Growing Up Autistic

As she introduces me on my tours, my colleague Joanne Bowles often mentions that I am very comfortable discussing my autism and answering questions about it, while other tour guides often don’t feel that way, which we certainly can respect. Why is this? Well I can’t speak for them, but it’s been a long journey for me towards self-acceptance.

I’m 32, and unusual for someone my age, I was diagnosed around age 8 with autism, more specifically Asperger’s Syndrome. Most people I’ve met around my age weren’t labeled until their teens or twenties, often they were identified as having AD/HD or another learning disability or mental condition. I was the opposite. My partner jokes that I have “male-pattern autism”- females are less commonly diagnosed with autism, but a lot of that seems to be that it tends to manifest differently in males and females, and most of the research on autism and Asperger’s has been done on males. Autistic girls are more frequently quiet and good at hiding their symptoms. I was loud and opinionated, and definitely didn’t act like a “proper young lady”. Fortunately my father at the time was working for the Menninger Foundation, a mental health organization that had more up-to-date research on various conditions, and that is why I was able to access doctors who could figure me out- at least a little bit!

My parents were amazing advocates for me, constantly communicating with teachers about my IEP, what I was studying, and emotional and social issues that I had. I was mainstreamed throughout my schooling, and had an aide to assist me in 4th thru 8th grade. The aide was mainly there to help keep me focused on my work, and help me calm down (sometimes by whisking me out of the room) if I had anxiety problems. My parents took the attitude with both my brother and I (he is also on the spectrum and has ADD) of focusing on one year at a time. They didn’t worry about planning for the future, they focused on what was in front of them. In retrospect, I can see the disadvantages of that approach, but it was understandable in the light of the more limited resources that were available at the time for transition-age youth.  I believe they did the best they could, and in fact far better than many parents would’ve done in the same situation!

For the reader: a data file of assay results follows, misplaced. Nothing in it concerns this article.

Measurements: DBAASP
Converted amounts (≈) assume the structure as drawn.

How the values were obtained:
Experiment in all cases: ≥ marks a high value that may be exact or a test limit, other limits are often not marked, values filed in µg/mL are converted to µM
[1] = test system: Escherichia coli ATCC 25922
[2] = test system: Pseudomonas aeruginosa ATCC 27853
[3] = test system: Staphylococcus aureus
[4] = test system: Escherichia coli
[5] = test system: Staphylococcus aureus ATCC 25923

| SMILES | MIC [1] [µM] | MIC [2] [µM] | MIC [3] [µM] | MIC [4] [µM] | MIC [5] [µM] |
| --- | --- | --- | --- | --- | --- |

Anyway, my attitude towards my label was very negative at first when my parents told me, because it sounded negative- Disorder, Syndrome. It sounded like a disease, like there was something wrong with me. My parents tried to explain that I was still the same Mariah, but now we could better understand how Mariah thinks and what she needs. My brother had similar reactions when he was told as well.

I finally felt better about being autistic after attending a camp for kids with Asperger’s/ASD, Camp Discovery at Courage North as a teenager. At last I could be around kids like me (no, my brother wasn’t enough!) I realized that autism wasn’t necessarily a negative, it just meant I was different. Meeting an adult on the spectrum (each cabin had one- called a mentor) was a life-changing experience. I could look up to this person, and have an idea of what I could grow up to be. It was run by the Autism Society, and after going there a couple times, I returned as a mentor and worked there for seven years.

Related Topics I’d like to expand on:

Patterns of Autism in Males/Females

Integration Should Not Mean Isolation

Autism vs. Asperger’s